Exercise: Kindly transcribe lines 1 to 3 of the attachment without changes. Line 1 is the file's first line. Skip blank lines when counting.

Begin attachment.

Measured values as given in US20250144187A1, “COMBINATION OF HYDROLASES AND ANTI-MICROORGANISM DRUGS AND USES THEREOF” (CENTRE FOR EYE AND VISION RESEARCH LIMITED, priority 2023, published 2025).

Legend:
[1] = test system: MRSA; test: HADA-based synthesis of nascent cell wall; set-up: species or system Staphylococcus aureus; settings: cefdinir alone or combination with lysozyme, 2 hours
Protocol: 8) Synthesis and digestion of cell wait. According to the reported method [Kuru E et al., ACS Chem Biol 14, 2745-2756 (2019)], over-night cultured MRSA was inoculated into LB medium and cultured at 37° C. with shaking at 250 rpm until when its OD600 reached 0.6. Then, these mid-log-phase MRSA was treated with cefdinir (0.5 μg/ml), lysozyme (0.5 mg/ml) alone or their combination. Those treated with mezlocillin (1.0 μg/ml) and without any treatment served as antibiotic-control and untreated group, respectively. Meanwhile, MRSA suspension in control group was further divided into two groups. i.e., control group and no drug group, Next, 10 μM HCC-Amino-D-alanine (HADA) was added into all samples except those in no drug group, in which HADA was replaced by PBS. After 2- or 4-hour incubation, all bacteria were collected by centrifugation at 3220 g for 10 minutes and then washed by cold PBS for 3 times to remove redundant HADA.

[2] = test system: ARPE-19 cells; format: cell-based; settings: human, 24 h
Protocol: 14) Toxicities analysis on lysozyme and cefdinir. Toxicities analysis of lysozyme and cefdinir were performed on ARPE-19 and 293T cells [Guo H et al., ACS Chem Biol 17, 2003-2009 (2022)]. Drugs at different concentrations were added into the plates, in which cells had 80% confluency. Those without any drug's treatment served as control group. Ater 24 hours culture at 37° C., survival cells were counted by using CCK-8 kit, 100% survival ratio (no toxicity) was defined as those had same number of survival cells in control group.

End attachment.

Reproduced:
Measured values as given in US20250144187A1, “COMBINATION OF HYDROLASES AND ANTI-MICROORGANISM DRUGS AND USES THEREOF” (CENTRE FOR EYE AND VISION RESEARCH LIMITED, priority 2023, published 2025).

Legend:
[1] = test system: MRSA; test: HADA-based synthesis of nascent cell wall; set-up: species or system Staphylococcus aureus; settings: cefdinir alone or combination with lysozyme, 2 hours